Earlier this week, Microsoft principal program manager Chaitanya Sareen dished out information on why Microsoft ultimately decided to kill the Start Menu and replace it with the polarizing Start Screen. According to her, killing the Start Menu wasn't seen as a big deal, given that consumers and businesses had largely stopped using it.
We’d seen the trend in Windows 7. When we evolved the taskbar we saw awesome adoption of pinning [applications] on the taskbar. We are seeing people pin like crazy. And so we saw the Start menu usage dramatically dropping, and that gave us an option...
So I’m a desktop user, I pin the browser, Explorer, whatever my apps are. I don’t go the Start menu as often. If you’re going to the Start screen now, we’re going to unlock a whole new set of scenarios, or you can choose not to go there, stay in the desktop, and it’s still fast. You can’t beat the taskbar."
Sareen's comments don't tell us anything we didn't already know; Microsoft engineers have written several lengthy blog posts discussing the company's UI vision, explaining why it feels the Start Screen is superior to the Start Menu. Seven months and ~15,200 words later, this issue continues to slap Redmond in the face. Microsoft has responded to the criticism by doubling down. The Windows 8 Release Preview, which debuted on May 31, killed a number of user-created workarounds that re-enabled the Start Menu.
The new Chrome-less look W8 will introduce
Microsoft's willingness to discuss Start Screen design philosophy is great, but it does nothing to fix the underlying issues. Longtime Windows journalist and author Paul Thurrott writes
: "I still have serious reservations about what Windows 8 will mean for power users and developers like me... Worryingly enough, I don't appear to be alone. I've read review after review from people who are actively working with and testing Windows 8, and the same sentiments keep cropping up. Reviewers want to love Windows 8, but they keep butting heads with Metro when they try to get work done."
TechCrunch author Frederic Lardinois notes
that he's gotten used to the ongoing Metro/Desktop collision, but " it took me a good two or three weeks to get to this point. Most people also won’t have the patience to relearn how to use their computer. If it annoys pundits who are paid to test apps ever day and who generally embrace change, mainstream users will probably hate it even more."
It may be true that the vast majority of users don't launch programs with the Start Menu anymore, but that's not really the point. For years, users have been taught that the first step in solving a problem, hunting for certain applications, or accessing the Control Panel is to press the Start button. If you're the kind of user who finds computers somewhat intimidating and hard to understand, pressing Start is a giant slap in the face. It's not just that the interface is different; Redmond has removed all the secondary visual clues that previously helped users dig around for programs or settings.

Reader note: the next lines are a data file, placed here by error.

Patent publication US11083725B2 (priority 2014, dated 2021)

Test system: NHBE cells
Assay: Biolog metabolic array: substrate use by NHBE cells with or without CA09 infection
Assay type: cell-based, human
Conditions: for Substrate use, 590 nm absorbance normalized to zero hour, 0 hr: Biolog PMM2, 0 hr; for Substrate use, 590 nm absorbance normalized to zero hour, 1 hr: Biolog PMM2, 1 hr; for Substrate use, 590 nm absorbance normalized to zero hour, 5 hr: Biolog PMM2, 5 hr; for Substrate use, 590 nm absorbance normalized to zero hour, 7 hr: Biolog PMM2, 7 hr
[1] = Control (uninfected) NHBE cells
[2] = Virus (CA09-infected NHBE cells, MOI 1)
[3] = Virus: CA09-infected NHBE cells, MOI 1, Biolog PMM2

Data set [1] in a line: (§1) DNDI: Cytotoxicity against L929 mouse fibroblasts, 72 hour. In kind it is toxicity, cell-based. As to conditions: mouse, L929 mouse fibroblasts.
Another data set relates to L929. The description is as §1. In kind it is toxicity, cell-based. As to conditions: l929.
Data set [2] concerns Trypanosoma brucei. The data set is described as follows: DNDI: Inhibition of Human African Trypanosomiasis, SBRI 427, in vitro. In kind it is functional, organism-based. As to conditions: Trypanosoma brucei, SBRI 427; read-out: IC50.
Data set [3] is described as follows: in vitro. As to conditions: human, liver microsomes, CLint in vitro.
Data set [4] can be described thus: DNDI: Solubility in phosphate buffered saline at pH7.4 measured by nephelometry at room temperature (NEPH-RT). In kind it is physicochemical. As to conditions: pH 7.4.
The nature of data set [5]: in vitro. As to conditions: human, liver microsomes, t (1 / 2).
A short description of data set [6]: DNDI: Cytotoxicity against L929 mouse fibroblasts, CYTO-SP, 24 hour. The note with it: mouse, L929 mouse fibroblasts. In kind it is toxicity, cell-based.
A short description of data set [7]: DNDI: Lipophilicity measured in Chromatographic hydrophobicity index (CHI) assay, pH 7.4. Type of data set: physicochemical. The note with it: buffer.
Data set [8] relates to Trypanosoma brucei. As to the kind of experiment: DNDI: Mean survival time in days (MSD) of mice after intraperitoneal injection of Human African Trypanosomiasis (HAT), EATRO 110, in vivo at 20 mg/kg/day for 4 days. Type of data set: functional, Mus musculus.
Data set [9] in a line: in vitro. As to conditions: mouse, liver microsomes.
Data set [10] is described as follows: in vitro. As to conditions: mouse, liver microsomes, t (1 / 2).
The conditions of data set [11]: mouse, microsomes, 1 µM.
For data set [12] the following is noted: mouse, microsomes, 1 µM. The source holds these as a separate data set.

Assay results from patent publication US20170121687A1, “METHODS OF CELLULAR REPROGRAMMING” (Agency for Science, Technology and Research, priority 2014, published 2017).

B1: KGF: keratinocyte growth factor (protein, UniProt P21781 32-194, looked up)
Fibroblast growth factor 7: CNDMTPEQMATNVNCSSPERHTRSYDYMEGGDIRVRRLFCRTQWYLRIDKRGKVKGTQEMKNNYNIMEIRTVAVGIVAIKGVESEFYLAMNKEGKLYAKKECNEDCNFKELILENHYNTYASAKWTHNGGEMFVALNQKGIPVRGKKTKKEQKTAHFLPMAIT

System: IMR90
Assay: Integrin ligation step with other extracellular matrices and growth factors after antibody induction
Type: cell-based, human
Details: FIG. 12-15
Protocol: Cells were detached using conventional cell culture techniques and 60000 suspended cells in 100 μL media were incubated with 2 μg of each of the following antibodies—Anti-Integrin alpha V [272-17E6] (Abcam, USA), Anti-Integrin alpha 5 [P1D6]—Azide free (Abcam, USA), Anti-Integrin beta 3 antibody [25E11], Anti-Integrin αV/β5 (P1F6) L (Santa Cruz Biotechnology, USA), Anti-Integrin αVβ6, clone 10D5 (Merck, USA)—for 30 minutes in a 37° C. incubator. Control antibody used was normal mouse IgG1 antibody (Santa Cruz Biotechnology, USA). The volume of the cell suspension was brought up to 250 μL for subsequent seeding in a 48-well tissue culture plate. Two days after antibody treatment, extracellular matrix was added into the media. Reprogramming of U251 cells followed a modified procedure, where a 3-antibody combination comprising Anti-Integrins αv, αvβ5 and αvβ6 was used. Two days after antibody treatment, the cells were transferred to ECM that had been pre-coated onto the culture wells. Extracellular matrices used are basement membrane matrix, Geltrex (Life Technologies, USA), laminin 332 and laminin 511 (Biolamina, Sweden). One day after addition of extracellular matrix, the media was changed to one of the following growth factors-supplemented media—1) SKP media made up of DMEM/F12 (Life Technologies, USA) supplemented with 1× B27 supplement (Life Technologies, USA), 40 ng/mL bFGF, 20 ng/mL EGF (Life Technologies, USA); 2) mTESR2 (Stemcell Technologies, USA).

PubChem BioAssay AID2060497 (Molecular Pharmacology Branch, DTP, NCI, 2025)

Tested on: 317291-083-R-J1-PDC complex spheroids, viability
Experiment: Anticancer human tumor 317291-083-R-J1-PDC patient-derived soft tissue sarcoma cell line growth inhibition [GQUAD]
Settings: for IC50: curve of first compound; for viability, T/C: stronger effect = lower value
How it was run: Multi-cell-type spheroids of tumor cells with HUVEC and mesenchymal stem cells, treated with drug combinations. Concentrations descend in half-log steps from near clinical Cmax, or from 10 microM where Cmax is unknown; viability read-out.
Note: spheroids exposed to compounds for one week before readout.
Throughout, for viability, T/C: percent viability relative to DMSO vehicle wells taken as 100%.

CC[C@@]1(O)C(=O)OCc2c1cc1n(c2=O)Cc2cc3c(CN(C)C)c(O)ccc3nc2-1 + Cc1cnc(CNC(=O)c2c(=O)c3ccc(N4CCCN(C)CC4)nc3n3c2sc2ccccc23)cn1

Microsoft is apparently betting that positive press from the tablet market will overwhelm any negative reactions to Windows 8 on the desktop. In doing so, it's ignored the fact that 1) The overwhelming number of Windows users own desktops or laptops and 2) An OS's first few months are absolutely critical when it comes to molding customer perceptions. Everyone remembers Windows Vista as the OS that sucked, not the OS that was pretty good after a few service packs. Windows 8 will be no different.
Even after learning to use Metro, I find myself wincing every time I have to hit the Start button. I spend time with the interface because that's part of my job, not because I want to. The idea of moving my parents or other family members over to Win 8 is laughable. Having had to repress the desire to put a fist through the monitor on more than one occasion, I can't imagine the blowback, or rather I can
, and want no part of it.
I've held off on writing this story because it seemed ridiculous to suggest that changing from Start Menu to Start screen could be the Achilles heel of an entire operating system. After reading comments from others who tested the Release Preview as well as working with it myself, the idea no longer seems quite so outlandish. Yes, people can learn to use W8, there's tons to like about Metro in a tablet, and Microsoft introduce a number of features on the Desktop side that make it attractive. Unfortunately, all of that may not be enough to overcome the visceral frustration you slam into when trying to use W8.
When your users divide their time between learning to use Metro and trying to find ways to never hit the Start button again, it's a sign of a problem. If the company doesn't fix it, it'll regret it down the road.